In order to do this, continued professional development and community buy-in is essential; especially if schools want to provide equitable access to services, foster pandemic recovery, and cultivate sustainable wellbeing education.
Some schools are choosing to innovate and produce bespoke resources for teachers themselves. Auckland’s Sancta Maria College chose to address staff wellbeing after teachers were found to be experiencing workload intensity, demands on time and an unbalanced approach.
They created their own mental health wellbeing booklet to help staff develop new habits to look after themselves, containing weekly activities, tips, and strategies. Tailoring solutions to your school’s particular scope of need can increase ownership, buy in, and achieve the aim of better wellbeing outcomes.
Staff surveys can be a way to start a conversation and begin to address any wellbeing imbalances across teaching, leadership, and support teams. By asking the right questions around mood, productivity, pressure and perspective, staff can be encouraged to share not only what they feel are the problems, but brainstorm solutions.
Organisations like Workplace Wellbeing can provide holistic assessments, strategies, and programmes that combine fun challenges and team activities, leadership training, and help your school develop its own support network for staff.
How does your school assist students to manage their emotions, maintain their focus, build relationships, and improve their coping skills in different situations? Free resources are available from such campaigns such as Pause Breathe Smile, with a raft of tools for students to use and teachers to introduce, such as guided mindfulness practices, classroom activities like creating mind jars, balloon breathing, and gratitude experiments.
Leading the charge in ensuring student wellbeing is Jase Williams. The Principal of Henry Hill School in Napier and his team received the latest Prime Minister’s Excellence in Education Wellbeing Award for their outstanding work in this space. Williams has immersed himself in trauma informed practice learning and has become one of only three people in Aotearoa to be qualified in the Neurosequential Model in Education, and the only Māori certified in this approach in the world.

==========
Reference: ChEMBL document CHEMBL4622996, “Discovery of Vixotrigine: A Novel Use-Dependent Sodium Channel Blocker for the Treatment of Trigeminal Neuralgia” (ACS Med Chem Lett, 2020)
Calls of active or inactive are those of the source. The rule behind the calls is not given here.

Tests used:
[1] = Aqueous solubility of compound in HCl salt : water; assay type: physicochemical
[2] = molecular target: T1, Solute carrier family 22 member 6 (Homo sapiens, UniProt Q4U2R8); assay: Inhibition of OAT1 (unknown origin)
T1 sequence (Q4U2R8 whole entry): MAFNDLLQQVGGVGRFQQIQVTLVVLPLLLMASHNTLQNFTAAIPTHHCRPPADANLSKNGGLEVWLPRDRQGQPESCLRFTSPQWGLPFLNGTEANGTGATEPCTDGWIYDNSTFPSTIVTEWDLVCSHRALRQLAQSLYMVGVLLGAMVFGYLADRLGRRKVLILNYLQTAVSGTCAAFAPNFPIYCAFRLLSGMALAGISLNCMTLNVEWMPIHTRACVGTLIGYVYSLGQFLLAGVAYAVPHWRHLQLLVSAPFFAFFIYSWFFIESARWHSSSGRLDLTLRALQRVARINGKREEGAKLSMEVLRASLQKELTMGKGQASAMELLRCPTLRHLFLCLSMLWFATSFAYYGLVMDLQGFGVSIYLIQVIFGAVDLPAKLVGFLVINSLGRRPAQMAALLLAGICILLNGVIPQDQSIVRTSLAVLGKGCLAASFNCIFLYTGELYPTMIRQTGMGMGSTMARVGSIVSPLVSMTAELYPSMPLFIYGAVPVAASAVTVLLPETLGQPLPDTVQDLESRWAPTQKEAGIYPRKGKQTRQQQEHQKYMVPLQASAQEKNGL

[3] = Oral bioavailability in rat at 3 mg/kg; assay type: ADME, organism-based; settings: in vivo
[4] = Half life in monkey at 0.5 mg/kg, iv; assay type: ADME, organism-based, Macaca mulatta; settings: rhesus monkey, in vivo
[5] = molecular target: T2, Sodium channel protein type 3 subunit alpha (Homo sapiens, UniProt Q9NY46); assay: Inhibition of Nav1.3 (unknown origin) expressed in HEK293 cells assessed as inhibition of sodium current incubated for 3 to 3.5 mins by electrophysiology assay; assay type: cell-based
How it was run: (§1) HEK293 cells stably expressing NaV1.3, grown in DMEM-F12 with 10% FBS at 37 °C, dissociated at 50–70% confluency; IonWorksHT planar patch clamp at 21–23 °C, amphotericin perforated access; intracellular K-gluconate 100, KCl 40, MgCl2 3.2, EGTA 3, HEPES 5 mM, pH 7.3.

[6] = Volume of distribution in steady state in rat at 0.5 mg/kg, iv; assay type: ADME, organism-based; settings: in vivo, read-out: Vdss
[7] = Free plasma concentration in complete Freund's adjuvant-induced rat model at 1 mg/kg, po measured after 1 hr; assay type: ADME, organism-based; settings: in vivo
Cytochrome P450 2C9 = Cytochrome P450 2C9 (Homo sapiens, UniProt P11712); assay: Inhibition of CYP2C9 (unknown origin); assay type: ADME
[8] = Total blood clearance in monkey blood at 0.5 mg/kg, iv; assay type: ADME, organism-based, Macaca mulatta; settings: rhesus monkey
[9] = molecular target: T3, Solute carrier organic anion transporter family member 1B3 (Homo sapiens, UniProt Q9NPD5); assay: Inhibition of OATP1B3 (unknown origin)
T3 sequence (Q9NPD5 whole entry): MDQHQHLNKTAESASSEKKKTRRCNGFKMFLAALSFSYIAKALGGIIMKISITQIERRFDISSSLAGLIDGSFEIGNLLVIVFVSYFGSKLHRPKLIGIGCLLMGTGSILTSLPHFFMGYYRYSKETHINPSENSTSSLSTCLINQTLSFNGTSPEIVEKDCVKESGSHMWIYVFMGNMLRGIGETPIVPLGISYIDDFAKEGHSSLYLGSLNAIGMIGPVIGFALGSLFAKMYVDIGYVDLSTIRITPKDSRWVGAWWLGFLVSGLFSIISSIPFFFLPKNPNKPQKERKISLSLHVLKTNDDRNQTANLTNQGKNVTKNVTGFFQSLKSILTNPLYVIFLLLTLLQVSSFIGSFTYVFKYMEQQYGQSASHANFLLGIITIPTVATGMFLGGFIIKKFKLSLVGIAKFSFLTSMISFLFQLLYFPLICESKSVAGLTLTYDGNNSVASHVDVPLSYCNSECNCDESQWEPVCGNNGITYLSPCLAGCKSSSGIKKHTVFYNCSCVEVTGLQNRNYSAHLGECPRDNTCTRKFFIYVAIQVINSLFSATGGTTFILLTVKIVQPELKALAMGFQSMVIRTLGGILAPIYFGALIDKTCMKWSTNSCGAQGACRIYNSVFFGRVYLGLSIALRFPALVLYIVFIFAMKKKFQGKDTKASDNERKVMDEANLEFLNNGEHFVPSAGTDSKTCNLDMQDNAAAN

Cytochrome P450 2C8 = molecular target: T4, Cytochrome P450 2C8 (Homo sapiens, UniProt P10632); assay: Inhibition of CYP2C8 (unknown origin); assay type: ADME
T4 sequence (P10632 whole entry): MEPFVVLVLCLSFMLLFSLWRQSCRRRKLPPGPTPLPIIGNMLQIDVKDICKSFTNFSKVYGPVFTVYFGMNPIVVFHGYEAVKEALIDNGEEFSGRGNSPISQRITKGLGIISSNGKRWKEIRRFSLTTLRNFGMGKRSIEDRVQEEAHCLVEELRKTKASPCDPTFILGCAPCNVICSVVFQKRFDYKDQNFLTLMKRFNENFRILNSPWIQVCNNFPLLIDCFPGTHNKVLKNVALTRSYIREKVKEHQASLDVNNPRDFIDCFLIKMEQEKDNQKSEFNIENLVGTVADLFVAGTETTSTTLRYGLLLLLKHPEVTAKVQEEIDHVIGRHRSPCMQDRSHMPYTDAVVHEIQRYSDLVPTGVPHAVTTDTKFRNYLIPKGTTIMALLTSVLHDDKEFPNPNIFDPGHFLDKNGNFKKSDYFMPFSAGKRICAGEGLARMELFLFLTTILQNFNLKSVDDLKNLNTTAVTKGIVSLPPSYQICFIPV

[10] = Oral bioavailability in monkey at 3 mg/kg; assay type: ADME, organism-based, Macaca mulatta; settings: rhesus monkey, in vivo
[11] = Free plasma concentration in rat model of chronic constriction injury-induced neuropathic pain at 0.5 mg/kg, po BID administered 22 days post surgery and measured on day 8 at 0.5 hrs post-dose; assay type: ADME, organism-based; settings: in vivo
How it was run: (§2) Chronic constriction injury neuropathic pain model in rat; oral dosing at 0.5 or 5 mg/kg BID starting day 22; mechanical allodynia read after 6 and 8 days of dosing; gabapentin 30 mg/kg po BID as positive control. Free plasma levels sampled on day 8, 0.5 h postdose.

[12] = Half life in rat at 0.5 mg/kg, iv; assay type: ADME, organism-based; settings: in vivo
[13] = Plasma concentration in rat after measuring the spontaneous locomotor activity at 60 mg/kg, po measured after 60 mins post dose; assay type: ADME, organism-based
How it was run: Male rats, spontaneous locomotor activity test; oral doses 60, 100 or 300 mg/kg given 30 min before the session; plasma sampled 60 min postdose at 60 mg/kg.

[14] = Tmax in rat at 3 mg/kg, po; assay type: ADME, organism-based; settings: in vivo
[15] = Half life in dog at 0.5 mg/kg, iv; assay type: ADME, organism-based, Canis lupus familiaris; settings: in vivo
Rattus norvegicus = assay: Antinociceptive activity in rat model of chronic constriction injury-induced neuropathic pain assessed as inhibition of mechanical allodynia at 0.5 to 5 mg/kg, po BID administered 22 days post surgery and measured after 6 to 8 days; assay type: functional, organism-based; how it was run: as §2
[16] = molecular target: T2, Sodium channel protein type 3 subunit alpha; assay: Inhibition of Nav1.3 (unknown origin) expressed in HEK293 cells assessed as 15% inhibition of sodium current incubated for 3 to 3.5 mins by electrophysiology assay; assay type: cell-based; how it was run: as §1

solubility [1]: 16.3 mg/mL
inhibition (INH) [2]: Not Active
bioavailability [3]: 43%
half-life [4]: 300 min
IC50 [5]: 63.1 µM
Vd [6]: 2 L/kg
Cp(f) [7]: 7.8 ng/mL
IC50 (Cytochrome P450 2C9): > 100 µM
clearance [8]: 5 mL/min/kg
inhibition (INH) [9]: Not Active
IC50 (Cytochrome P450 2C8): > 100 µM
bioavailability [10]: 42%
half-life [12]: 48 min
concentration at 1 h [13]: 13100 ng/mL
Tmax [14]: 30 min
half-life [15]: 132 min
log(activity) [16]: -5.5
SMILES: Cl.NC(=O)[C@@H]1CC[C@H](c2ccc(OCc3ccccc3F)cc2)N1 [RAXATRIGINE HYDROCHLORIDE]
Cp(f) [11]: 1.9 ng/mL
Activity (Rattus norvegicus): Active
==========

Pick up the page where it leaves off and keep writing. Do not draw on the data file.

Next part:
A Whole-School Approach
Showing true hands-on investment in community and whanau being has seen Principal Williams and his team immerses whānau in learning experiences through a Community Day, shifting away from the classic student/parent conference has led to a 100 percent attendance rate. Each month, the ‘Dad’s and Mum’s Hui’ at school gives staff a chance to share this Kaupapa and starting each day with yoga, student-led and facilitated in Te Reo Māori schoolwide, also sets a calm tone for the school day. It is followed by karakia, and Williams says the school has also added ‘strategic and planned regulatory breaks’.
“This is to reset our brains to intake more cognitive content and to aid in transitioning between activities. We share with our kids what’s happening and going on inside their brains when they’re upset, angry, frustrated, and anxious, and they know ways how to self-regulate.”
Creating a large quiet place in the school where students can go during learning time or breaks ‘to regulate themselves’ has proven beneficial, as has the introduction of their award-winning Sensory Garden: Te Āhuru Mōwai, which includes “a large and winding sensation pathway filled with all kinds of textures and elements designed to stimulate the brain,” says Williams.
Mental health was a key priority in the Government’s Wellbeing Budget this year. After coming under fire for a slow rollout out of support services to schools, it pledged to pump more funding into providing help, more quickly. There are school wellbeing support services being expanded across five more regions thanks to a $90m budget funding boost.
Children in Northland, Counties Manukau, Bay of Plenty, Lakes and the West Coast will soon benefit from this, after 10,500 children were given access to psychologists, counsellors, social and youth workers at school in classroom, group, and individual settings in Canterbury region. Mental health support will continue to be provided through the Ministry of Education in schools and kura across these areas through to the end of 2024.
Also, supported by a $47.6m government investment between 2020 and 2024, Sport New Zealand have developed a raft of whole-school resources as part of the Healthy Active Learning initiative, designed to improve the wellbeing of tamariki through healthy eating, drinking and quality physical activity.